According to Belinda Davis, only the renewal of unrestricted U-boat operations against British and French shipping on January 31, 1917, and peace negotiations in the east later in December, 1917, stopped the country from following the revolutionary path that brought Russia out of the war by the end of that year.67 Even still, the supposed Burgfrieden - 'fortress of peace' a term used by the Wilhelmian government to described the German political and social unity, and lack of opposition for the war -68 began to crack at its foundations in early 1917. As the food and material shortages in Germany worsened during the last two years of the war, popular unrest grew along with it. Andreas Hillgruber explained that by the summer of 1917, the Social Democrats, Progressive People's Party, and National Liberals - the three leading socialist parties in Germany - all used the deteriorating situation at home to justify calls for immediate reform of the government, something that had been promised to them by the Kaiser if they supported the war until its end. They threatened that the current government could not count on the continued support of party leadership, nor the already upset and war-weary workers should their demands be ignored.69 Therefore the blockade was the catalyst to further unrest, which combined with the fact that the war seemed to have no end in sight, caused the fragile situation throughout Germany to turn quickly.

Growing revolutionary fervor throughout the home front was the not the only source of concern for Germany's leaders. What started out as social unrest within Germany itself, quickly spread to the various branches of the military as well. Beginning in June, 1917, and continuing through early August, hunger and furlough strikes quickly morphed into anti-war mutinies on board the German battleship Prinzregent Luitpold, anchored at the northern German port of Wilhelmshaven.70 While unrest was quickly subdued due to prompt action by the fleet commanders, it was here again in Germany's northern ports that the seeds of revolt would spring up in the last days of the war, and become the spark that turned into the German Revolution of November, 1918.

Unrest was not only limited to the German navy. By early 1918, many German soldiers had also reached a point of untenable discord as well. David Englander noted that up to ten percent of soldiers being transferred from the Eastern Front to the Western Front in early 1918 deserted while en route, and growing numbers of those who arrived to their prescribed destinations were significantly agitated, and resistant to their commanders.71 Simply put, nearly four years of devastating warfare, and rapid deterioration of army supplies and food rations due to the blockade had finally begun to take their toll on the German front line defenders. Thus, no longer could it be assumed by German leaders that the home front, nor the military, would continue to sacrifice themselves for the sake of the war. As the German army geared up for their last ditch offensive in the Spring, 1918, the home front and military teetered between starvation or revolution, leaving German leaders with two options, win the war within a few months, or sue for peace before the people did it for them.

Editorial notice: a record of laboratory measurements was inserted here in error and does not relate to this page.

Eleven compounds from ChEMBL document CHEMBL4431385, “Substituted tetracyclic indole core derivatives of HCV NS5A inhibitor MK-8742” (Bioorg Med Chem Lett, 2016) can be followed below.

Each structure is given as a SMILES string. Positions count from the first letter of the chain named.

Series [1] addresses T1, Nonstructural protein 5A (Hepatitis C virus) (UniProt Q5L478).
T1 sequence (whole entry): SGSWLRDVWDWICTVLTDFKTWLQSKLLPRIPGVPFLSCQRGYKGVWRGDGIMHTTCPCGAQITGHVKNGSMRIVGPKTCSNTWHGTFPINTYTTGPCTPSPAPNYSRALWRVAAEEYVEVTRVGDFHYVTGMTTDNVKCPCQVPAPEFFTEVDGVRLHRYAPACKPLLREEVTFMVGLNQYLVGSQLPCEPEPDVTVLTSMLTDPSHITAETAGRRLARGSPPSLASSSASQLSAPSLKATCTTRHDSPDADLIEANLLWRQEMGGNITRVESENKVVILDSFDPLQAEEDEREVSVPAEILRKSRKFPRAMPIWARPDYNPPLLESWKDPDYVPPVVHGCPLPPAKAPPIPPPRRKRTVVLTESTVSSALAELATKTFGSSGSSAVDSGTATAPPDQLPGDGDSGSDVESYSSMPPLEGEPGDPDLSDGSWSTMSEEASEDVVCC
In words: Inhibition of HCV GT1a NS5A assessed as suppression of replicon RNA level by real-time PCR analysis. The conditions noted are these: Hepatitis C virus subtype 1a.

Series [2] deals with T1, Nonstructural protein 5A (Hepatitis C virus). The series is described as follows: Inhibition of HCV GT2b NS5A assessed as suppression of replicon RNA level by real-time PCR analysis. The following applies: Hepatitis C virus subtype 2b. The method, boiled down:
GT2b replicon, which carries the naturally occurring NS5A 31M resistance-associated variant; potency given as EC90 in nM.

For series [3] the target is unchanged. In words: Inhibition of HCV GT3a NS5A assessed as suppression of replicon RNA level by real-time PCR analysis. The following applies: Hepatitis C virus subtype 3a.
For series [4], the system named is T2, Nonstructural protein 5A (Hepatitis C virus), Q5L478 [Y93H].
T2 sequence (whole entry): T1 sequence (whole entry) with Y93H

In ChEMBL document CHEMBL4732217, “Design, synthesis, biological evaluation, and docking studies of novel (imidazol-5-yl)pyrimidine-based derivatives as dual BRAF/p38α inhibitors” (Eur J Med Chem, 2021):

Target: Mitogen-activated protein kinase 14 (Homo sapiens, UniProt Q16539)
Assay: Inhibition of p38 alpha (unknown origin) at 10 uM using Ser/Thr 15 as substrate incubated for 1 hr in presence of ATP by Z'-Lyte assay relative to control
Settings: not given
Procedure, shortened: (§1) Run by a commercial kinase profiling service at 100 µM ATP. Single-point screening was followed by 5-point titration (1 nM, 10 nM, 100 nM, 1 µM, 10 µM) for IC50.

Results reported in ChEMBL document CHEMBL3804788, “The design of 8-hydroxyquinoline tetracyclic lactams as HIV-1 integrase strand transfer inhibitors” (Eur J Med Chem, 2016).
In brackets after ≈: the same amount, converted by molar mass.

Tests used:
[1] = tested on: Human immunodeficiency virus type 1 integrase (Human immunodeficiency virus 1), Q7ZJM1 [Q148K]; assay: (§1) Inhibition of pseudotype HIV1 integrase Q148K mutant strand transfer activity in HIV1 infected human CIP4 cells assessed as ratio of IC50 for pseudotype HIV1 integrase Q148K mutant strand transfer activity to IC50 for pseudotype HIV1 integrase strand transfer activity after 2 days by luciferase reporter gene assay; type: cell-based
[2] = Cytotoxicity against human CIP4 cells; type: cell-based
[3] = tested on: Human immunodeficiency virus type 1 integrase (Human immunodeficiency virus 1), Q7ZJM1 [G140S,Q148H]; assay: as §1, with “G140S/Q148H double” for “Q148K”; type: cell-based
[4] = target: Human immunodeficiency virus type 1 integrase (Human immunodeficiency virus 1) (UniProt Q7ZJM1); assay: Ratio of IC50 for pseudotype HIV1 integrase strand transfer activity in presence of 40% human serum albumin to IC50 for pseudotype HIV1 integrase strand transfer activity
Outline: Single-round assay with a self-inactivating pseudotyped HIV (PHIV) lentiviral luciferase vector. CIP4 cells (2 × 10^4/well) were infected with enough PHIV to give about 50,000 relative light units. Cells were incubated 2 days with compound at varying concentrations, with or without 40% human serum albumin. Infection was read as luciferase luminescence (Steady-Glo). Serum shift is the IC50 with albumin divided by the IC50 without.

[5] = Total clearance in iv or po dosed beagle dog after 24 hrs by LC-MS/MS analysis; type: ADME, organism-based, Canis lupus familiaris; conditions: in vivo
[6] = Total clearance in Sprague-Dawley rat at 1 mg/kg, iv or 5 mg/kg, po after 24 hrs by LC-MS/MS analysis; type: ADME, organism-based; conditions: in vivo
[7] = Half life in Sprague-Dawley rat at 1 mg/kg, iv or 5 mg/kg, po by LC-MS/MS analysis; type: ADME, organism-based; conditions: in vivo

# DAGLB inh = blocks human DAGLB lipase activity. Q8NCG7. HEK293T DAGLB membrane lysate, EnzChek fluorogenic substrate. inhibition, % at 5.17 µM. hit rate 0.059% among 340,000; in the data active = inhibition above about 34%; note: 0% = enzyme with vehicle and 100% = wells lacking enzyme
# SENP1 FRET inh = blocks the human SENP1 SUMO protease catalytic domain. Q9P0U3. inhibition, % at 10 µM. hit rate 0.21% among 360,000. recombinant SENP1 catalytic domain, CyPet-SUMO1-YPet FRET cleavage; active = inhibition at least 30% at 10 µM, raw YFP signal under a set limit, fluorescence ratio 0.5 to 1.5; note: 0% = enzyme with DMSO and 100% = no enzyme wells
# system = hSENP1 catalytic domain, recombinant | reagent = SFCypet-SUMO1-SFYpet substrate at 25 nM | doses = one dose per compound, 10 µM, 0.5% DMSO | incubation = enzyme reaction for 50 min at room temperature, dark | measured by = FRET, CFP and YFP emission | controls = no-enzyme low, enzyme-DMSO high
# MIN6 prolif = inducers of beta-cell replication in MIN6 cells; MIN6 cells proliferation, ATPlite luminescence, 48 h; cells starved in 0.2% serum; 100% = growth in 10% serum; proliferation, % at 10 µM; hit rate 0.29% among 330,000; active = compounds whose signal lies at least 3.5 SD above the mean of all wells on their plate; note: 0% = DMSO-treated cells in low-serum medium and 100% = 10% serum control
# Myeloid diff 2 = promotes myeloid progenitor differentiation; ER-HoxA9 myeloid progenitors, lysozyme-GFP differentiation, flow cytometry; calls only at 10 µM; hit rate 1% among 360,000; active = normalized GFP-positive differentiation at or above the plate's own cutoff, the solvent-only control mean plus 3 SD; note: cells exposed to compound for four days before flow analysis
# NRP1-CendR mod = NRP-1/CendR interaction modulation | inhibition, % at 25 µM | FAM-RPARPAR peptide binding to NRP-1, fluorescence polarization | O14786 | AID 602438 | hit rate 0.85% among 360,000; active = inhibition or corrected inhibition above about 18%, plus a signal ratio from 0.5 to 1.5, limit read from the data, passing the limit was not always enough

By the fall of 1918, anyone with an idea that Germany could somehow miraculously win the war was in a state of denial. The country and its people had lived through four grueling years of war, and had reached a point of impasse. The German populous was exhausted by 1918, and as Vincent noted, "Those who insist that the country could have prolonged the war well into the next year have failed to look beyond Germany's apparently untouched condition. The conclusion of hostilities found Germany experiencing the uncontrolled effects of a rapidly accelerating famine."72 In his farewell address to the English people, British general and later statesmen, Jan Smuts, painted a similar picture of Germany at the end of the war:

The Continent which is the mother-land of our civilization lies in ruins, exhausted by the most terrible struggle in history, with its peoples broke, starving, despairing, from sheer nervous exhaustion mechanically struggling forward along the paths of anarchy and war, seeing only red through the blinding mist of tears and fears[...]73